Lots of you know we have been working for a long time toward a smaller carbon footprint. I am still a mom of four in a fully capitalist society, and everything I buy seems to come packaged in plastic film, cardboard boxes, or both… but we’re trying. These are a few honest reviews (nothing sponsored) about what is working for us (or not.) You can find past posts on this journey here and here and here.
WHO GIVES A CRAP (plastic-free toilet paper)
Okay, I know it’s weird to start with this, but it was the first product I found, and I’m a chronological girl.
TP is important around here, and this TP is soft, sustainable (the kind we buy is 100% recycled paper,) and packaged entirely in paper (including the wrappers around the rolls, the cardboard box it’s shipped in, and the paper tape on the box.) I buy it in boxes of 48 rolls. Added bonus: half their profits go toward building toilets in water-insecure places.
EARTH BREEZE Laundry Detergent
At the risk of sounding like one of the ads that may have popped up on a free phone game (which is exactly how I found them,) I have to say I love this detergent. Each one of these envelopes holds enough detergent to wash 60 loads. The sheets of detergent actually dissolve in cold water without leaving a residue. I tried several brands of detergent pods, and all left sticky starch residue on our clothes if we didn’t wash everything in hot water.
No, I’m not trying to corner the market in Earth Breeze, but I did buy a year’s worth so I could send a package with each of kids to college/grad school.
These pods come without any plastic packaging or microplastics in the pods themselves. I am sure the detergent would still be toxic if you swallowed one, so keep them out of reach of children, but the packaging is entirely recyclable. And my dishes get clean.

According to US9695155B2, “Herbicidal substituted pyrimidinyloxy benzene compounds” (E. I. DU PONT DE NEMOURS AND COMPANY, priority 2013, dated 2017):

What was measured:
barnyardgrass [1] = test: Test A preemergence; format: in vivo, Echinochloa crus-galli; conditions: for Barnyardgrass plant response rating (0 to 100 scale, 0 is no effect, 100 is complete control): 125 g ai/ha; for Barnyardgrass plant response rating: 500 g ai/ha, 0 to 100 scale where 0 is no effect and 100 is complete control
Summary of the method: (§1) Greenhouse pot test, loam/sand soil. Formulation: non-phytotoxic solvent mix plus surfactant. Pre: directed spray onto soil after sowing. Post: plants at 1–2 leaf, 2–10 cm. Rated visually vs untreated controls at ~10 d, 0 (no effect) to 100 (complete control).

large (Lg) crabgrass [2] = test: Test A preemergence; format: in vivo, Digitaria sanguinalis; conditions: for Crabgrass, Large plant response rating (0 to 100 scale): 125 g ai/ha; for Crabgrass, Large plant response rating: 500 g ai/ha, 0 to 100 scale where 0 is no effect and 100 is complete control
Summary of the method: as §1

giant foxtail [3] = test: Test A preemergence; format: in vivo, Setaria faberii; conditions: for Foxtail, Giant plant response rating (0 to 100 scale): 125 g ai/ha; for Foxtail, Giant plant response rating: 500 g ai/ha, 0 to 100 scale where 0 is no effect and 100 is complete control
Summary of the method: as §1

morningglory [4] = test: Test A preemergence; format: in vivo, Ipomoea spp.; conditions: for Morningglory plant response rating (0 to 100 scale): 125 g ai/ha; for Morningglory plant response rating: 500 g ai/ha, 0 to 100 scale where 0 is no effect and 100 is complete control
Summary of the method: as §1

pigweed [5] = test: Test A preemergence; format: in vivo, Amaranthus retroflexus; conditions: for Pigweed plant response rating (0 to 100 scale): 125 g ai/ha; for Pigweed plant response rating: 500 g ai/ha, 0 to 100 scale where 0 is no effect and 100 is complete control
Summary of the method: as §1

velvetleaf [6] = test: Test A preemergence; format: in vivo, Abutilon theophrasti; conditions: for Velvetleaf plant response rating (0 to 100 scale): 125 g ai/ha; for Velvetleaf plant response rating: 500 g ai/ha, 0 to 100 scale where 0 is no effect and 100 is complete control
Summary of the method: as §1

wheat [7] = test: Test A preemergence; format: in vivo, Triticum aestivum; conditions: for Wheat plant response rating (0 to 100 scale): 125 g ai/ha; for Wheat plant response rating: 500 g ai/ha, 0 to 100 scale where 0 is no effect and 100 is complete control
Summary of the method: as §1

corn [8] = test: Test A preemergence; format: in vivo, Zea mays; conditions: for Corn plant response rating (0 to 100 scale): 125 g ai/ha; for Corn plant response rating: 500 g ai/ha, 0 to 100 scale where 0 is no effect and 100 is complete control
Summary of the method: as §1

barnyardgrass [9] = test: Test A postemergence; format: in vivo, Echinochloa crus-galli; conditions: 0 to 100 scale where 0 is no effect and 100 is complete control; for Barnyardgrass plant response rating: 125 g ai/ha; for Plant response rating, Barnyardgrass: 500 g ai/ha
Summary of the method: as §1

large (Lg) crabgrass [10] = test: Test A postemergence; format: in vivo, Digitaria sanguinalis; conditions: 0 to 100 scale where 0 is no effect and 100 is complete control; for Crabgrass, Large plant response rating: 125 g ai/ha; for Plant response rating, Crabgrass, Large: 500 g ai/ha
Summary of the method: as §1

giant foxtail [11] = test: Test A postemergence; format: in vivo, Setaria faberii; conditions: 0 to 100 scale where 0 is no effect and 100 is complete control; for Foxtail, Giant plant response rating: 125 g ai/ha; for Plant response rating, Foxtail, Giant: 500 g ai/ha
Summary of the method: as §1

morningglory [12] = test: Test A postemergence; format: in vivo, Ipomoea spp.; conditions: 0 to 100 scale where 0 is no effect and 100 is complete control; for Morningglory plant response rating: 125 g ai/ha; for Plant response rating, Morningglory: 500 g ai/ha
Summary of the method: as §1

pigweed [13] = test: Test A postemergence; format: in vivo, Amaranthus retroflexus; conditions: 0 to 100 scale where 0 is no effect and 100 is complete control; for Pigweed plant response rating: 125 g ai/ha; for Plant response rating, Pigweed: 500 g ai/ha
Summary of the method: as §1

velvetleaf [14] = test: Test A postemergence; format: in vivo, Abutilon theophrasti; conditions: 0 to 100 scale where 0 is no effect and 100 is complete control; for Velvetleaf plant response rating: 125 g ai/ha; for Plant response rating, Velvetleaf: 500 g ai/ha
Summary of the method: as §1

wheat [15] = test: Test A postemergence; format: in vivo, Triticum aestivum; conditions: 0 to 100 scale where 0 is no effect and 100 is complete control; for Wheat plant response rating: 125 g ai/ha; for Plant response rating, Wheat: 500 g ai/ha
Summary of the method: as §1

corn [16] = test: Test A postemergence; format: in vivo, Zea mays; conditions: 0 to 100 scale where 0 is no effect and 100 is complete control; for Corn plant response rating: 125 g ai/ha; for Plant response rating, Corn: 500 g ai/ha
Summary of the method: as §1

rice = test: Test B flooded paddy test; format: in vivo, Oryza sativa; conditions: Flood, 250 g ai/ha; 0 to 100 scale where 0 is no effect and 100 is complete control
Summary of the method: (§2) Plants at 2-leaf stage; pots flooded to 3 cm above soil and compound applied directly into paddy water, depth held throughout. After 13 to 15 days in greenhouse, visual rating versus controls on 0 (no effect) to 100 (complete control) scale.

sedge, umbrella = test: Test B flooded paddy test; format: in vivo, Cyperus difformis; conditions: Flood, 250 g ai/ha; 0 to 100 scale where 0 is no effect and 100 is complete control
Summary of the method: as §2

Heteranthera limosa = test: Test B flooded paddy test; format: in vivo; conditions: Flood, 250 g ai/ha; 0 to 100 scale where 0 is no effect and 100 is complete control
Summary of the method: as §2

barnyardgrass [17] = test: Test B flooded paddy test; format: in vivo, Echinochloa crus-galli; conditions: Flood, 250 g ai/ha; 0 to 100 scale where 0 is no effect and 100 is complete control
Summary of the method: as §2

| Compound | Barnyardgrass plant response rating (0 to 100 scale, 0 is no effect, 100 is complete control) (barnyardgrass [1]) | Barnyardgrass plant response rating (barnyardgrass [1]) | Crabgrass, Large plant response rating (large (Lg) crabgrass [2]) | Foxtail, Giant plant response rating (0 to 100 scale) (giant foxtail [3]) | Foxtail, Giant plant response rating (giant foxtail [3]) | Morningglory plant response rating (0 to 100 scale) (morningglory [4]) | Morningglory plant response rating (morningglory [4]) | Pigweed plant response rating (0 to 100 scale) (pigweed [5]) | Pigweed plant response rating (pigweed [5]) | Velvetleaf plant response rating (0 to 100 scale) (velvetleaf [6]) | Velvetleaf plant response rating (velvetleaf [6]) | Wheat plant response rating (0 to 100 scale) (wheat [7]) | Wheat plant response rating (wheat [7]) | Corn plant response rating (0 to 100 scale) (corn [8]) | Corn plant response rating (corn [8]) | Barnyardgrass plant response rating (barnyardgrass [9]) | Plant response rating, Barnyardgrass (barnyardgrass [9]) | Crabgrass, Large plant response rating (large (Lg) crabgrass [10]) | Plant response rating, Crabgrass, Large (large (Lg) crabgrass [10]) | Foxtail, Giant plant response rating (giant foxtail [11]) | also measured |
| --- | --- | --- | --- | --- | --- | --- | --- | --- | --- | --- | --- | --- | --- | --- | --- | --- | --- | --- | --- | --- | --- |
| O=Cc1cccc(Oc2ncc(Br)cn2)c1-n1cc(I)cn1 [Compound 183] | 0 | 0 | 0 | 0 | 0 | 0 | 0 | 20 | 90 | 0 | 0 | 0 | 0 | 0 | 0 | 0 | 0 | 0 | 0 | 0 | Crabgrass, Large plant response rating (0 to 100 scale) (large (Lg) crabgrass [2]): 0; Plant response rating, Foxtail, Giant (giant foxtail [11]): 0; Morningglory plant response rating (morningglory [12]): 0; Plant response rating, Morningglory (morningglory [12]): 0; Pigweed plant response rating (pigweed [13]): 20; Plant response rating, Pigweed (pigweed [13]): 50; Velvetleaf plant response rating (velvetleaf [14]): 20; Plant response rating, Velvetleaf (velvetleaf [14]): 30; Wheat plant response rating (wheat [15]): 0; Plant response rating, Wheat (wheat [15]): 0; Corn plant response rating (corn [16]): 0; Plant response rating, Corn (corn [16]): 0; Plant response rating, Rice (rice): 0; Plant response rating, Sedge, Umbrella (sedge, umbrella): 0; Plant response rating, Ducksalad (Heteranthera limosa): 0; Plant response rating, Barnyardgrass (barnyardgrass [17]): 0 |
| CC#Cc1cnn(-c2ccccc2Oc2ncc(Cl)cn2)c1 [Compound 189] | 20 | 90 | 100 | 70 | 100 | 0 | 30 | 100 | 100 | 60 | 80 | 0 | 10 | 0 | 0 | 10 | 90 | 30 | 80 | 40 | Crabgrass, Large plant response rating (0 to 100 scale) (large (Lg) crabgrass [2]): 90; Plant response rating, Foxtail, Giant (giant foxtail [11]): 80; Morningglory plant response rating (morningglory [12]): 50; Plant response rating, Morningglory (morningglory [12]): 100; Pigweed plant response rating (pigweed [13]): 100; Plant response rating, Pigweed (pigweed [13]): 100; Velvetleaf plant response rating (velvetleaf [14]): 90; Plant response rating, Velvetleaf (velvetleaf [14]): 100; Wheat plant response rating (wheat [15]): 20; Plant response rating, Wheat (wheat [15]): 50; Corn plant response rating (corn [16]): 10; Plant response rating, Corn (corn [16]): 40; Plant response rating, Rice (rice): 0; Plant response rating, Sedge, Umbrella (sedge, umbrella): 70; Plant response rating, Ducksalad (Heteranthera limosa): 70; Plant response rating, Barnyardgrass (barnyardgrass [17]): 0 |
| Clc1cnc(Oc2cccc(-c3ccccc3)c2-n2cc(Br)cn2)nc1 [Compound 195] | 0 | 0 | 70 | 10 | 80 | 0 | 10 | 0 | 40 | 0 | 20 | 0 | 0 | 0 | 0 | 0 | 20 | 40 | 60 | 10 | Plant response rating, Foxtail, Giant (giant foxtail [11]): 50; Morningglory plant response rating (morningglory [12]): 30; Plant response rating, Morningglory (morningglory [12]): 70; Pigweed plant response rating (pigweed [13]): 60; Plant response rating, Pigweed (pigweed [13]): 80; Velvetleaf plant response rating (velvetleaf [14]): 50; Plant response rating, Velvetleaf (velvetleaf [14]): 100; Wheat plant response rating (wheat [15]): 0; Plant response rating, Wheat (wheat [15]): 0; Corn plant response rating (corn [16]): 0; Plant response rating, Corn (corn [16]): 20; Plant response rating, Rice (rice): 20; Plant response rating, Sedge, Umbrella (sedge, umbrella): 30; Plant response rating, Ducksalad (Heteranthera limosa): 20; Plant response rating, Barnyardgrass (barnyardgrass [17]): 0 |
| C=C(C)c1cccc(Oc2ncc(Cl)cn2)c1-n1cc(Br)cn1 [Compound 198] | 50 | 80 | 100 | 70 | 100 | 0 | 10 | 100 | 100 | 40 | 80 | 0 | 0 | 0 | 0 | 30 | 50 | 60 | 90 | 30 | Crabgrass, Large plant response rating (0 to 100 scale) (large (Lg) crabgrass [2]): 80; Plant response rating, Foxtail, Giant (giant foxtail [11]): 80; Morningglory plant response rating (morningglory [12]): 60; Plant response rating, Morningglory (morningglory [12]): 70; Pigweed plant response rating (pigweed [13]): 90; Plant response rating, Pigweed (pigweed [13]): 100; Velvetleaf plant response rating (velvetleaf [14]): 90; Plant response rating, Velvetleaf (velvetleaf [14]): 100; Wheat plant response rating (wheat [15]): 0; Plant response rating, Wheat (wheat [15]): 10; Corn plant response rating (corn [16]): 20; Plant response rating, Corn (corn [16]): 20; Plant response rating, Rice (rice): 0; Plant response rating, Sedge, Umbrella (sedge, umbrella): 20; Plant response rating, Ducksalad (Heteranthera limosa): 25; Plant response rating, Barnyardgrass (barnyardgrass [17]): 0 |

I do not, however, recommend their laundry detergent pods.
My kids’ orthodontist turned me on to Ridwell, so I asked for a subscription last Christmas. It’s a biweekly home pickup of my hard-to-recycle items, and I LOVE IT. Every pickup includes plastic film (think ziplock bags, bread bags, cereal bags, and all that clear packaging that everything you buy is wrapped in,) threads (fabric including clothes that aren’t in good enough condition to resell,) alkaline batteries, and light bulbs, and a “featured” item that rotates. So far they have picked up our extra school supplies, corks, CCDs and DVDs, ski/snowboard equipment (this pickup might be particular to Colorado,) kitchen ware, Prom dresses, electronics, winter and clothes. You can also pay a little extra for a pickup of Styrofoam or Latex paint. Next week’ pickup is books. They’d better bring a big truck.
Ridwell does all the legwork of finding local organizations that will repurpose these items. Many of you may prefer to do that work on your own, but I just don’t have the bandwidth for that. Plus each pick-up serves as a gentle nudge to clean more out of our house.
I was skeptical, but I am now a firm believer in using a loofah (made from a gourd) to clean my dishes. It is just abrasive enough to get the stuff off, and it holds up well for a time or two through the dishwasher. When it begins to disintegrate, I throw it in my compost. It never seems to get that yucky sour-sponge smell, and a sixpack from my local Zero Market lasted me a year. They also hold up in the dishwasher,
I have yet to find any dish soap that works as well as Dawn, so I use that on the loofah.
STEEL/COPPER SCRUBBIE to clean my cast iron
I no longer have a non-stick pan. I have all metal cookware (thanks, all you nice people who bought us pans for our wedding 26 years ago) and one cast iron skillet I bought at Ace Hardware. I scrub it with the copper or steel scrubbie (I think I found this one in a six-pack on Amazon) without any soap, and heat it till dry. So far it has lasted longer than the Teflon on any of my nonstick pans.
I have thrown the scrubbies in the dishwasher when they got gross. Unfortunately, our local recycling does NOT accept these for recycling, though I have read that they are recyclable in some areas.
Also, if you’re looking for some good reading material on this, check out Sharon Schneider’s Handbook for an Integrated Life. Her book is about how to align your economic power with your internal compass. Somehow she managed to synthesize so much (and more) of what we’ve spent years figuring out into a highly readable book.